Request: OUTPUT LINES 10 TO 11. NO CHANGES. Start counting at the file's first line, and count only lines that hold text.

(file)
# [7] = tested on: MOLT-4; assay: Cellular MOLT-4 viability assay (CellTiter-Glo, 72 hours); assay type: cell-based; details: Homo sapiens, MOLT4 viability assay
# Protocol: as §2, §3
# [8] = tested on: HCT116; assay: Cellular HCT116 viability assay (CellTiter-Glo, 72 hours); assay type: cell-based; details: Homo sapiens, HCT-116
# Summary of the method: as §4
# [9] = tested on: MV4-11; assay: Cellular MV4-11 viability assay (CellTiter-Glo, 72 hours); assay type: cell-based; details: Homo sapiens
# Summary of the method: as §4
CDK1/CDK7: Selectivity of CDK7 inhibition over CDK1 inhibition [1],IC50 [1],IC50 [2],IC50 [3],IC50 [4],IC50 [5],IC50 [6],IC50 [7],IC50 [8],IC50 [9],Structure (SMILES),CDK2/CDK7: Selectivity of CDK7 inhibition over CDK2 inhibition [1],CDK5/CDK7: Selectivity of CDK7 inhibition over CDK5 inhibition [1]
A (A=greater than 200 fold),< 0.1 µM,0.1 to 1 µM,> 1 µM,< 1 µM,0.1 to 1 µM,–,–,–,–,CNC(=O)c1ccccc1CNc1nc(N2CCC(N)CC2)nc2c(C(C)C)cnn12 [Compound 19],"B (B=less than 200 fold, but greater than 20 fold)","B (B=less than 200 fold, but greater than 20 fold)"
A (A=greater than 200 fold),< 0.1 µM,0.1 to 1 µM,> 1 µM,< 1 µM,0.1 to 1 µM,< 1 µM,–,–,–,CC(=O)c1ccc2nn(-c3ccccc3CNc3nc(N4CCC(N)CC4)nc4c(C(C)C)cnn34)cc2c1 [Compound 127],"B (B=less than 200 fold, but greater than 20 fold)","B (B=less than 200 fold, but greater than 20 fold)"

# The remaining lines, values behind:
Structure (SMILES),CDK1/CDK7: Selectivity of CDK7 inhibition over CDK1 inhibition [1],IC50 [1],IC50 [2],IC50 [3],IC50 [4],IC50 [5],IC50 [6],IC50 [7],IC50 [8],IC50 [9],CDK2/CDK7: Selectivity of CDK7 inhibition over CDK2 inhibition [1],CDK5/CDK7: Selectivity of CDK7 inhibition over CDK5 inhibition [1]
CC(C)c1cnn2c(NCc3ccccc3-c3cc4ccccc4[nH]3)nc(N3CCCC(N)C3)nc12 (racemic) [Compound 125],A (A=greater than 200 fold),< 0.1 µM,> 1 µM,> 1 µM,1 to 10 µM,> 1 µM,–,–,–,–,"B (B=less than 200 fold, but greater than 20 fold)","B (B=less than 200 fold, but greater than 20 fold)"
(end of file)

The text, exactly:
# The remaining lines, values behind:
Structure (SMILES),CDK1/CDK7: Selectivity of CDK7 inhibition over CDK1 inhibition [1],IC50 [1],IC50 [2],IC50 [3],IC50 [4],IC50 [5],IC50 [6],IC50 [7],IC50 [8],IC50 [9],CDK2/CDK7: Selectivity of CDK7 inhibition over CDK2 inhibition [1],CDK5/CDK7: Selectivity of CDK7 inhibition over CDK5 inhibition [1]